Shortly after touring an ethanol plant in Iowa this week, President Donald Trump stood in front of a crowd of farmers—a group of people who have every right to be upset with him.
Trump’s trade war with China has bashed the struggling farm economy, but the president came to Iowa to share some popular news: His administration will allow the sale of more gasoline containing higher blends of corn ethanol.
“We celebrate the bright future we are forging together, powered by clean affordable American ethanol,” the president said to cheers.
The move handed farmers something they have sought for years—and delivered a politically strategic boost to Trump as he heads into an election. Midwestern farmers, after all, were critical to his victory in 2016.
But as the president touted the benefits of “clean” ethanol, he touched on a central and controversial question in an ongoing battle between two of his key constituencies—Big Oil, which wants less ethanol in fuel tanks, and Big Ag, which wants more: Does corn-based ethanol really deliver benefits for the climate?
To support its decision, the same administration that has been dismantling climate policies and denying the climate science is now proclaiming the climate benefits of ethanol, boosting the industry and appeasing farm-state political supporters in the process.
Scientists, meanwhile, are raising serious questions about the evidence the administration is using, and the Government Accountability Office (GAO), which reports to Congress, has questioned whether ethanol mandates deliver any greenhouse gas reductions at all.
In April, Agriculture Secretary Sonny Perdue, also firmly in the climate denial camp, touted what he called “new” research on greenhouse gas emissions and biofuels to a room full of biofuel company executives.
“Biofuels from America’s heartland reduce greenhouse gases even more than we thought,” Perdue declared in a press announcement.
The research immediately drew disapproval from biofuels critics and researchers, who questioned not just the findings, but the timing, coming just as the Trump administration was considering lifting the ban on year-round sales of higher ethanol blends.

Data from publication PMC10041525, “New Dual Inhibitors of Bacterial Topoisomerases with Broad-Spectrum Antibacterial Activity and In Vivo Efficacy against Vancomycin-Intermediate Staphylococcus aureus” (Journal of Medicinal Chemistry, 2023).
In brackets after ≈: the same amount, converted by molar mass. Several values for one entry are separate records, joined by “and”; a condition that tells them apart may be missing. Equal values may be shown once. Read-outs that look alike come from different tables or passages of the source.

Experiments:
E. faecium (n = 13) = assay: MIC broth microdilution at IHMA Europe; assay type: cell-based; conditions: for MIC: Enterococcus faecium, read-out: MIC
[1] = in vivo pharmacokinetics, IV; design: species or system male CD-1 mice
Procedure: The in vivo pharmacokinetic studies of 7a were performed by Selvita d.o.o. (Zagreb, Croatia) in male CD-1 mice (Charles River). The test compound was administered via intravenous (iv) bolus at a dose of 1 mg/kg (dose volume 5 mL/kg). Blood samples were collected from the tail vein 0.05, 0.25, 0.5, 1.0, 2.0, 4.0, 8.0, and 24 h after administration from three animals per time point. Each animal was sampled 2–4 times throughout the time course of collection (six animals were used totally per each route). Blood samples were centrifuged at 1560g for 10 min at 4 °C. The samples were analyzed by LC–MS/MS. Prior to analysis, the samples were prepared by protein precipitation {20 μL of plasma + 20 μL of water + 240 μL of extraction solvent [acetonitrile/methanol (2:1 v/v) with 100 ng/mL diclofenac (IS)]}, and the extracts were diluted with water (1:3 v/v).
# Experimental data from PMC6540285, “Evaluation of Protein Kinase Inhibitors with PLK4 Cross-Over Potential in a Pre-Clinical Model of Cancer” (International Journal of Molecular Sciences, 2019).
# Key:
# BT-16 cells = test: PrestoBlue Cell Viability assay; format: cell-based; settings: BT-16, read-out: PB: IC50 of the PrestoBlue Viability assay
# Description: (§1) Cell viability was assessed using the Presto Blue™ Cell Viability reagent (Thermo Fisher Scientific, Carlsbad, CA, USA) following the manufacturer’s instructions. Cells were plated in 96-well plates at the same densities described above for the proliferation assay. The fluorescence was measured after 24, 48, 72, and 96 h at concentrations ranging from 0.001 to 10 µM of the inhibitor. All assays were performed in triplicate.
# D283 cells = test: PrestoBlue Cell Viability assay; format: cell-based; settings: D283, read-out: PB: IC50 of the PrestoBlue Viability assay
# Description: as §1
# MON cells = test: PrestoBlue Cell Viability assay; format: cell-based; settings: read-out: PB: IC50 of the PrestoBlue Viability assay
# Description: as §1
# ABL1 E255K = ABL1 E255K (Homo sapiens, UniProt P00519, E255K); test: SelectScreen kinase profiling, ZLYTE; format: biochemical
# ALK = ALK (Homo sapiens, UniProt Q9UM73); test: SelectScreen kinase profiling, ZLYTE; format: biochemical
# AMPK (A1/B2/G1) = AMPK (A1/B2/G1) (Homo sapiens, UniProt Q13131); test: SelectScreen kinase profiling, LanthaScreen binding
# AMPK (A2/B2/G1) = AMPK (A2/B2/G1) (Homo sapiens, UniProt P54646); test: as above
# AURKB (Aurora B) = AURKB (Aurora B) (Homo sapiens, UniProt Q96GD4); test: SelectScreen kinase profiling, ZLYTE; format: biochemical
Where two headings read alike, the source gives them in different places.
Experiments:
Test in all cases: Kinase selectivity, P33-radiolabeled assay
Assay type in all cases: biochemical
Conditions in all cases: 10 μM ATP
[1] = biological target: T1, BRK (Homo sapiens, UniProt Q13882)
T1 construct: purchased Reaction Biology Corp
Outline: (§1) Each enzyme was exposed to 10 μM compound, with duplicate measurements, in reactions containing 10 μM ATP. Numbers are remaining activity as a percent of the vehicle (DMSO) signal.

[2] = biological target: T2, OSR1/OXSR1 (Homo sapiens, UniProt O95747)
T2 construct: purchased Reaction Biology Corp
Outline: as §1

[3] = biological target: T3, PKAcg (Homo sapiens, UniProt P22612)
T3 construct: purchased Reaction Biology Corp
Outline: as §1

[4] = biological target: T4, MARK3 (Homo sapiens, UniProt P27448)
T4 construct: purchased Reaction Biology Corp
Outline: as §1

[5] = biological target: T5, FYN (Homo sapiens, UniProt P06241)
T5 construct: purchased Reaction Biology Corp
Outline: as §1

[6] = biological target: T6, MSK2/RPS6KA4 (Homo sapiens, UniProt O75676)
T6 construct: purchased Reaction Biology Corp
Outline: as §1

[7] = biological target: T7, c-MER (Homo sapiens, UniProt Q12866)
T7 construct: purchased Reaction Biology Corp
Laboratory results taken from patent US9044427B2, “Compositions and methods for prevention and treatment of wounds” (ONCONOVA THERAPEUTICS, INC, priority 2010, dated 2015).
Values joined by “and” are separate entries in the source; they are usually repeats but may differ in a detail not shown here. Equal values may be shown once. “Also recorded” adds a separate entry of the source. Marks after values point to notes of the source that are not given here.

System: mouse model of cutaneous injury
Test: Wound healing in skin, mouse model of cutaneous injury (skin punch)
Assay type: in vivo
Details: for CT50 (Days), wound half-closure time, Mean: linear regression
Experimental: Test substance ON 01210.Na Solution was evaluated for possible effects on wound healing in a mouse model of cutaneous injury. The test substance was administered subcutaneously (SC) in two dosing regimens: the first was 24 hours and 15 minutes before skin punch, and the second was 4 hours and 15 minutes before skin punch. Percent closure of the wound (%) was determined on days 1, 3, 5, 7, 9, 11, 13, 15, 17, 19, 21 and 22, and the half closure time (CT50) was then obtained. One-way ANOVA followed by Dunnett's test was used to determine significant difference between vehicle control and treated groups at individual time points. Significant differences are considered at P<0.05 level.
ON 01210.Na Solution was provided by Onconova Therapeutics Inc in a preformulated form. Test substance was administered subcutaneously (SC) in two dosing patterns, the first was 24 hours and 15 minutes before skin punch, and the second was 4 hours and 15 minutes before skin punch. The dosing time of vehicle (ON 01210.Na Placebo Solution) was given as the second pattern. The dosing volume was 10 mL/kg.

The report’s findings are, in fact, a recycling of previous agency-commissioned research—and just as controversial.
This month, the GAO reported that ethanol mandates have had a “limited effect, if any, on greenhouse gas emissions.” The USDA criticized the GAO report, which was requested by a pro-oil Oklahoma congressman who has sought to unravel biofuels policy.
The divergent government reports, coming within months of each other, underscore just how contentious the battle over ethanol’s climate benefits has become. Each side has deployed research demonstrating either that biofuels are more or less effective at cutting greenhouse-gas emissions. They have endorsed or financed conflicting studies published in scientific journals, including a spate of relatively new journals that focus on biofuels.
“There are peer-reviewed papers that dispute each other on all sides of the issue,” said John DeCicco of the University of Michigan whose research, including some supported by the oil industry, has said the greenhouse gas benefits of ethanol are negligible.
Yet, in this running contest of dueling research, the Agriculture Department has long supported the biofuels industry. Specifically, the office that published the recent research, the Office of Energy Policy and New Uses. Susan Offutt, who led the agency’s Economic Research Service for 10 years, described it as an “advocacy” office. “It exists to find ways to expand uses for agricultural material for ethanol,” she said.
One of the agriculture industry’s biggest priorities has been lifting a seasonal ban on the sale of E15, a gasoline with 15 percent ethanol that previous administrations prohibited from being sold during the summer months because it worsens smog.